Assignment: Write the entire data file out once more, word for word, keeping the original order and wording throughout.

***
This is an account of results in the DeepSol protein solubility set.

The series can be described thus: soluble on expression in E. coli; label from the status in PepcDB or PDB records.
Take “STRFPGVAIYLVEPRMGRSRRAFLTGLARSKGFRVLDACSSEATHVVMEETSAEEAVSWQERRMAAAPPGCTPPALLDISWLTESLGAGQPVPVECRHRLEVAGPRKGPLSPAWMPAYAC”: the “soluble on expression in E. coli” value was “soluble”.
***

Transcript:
This is an account of results in the DeepSol protein solubility set.

The series can be described thus: soluble on expression in E. coli; label from the status in PepcDB or PDB records.
Take “STRFPGVAIYLVEPRMGRSRRAFLTGLARSKGFRVLDACSSEATHVVMEETSAEEAVSWQERRMAAAPPGCTPPALLDISWLTESLGAGQPVPVECRHRLEVAGPRKGPLSPAWMPAYAC”: the “soluble on expression in E. coli” value was “soluble”.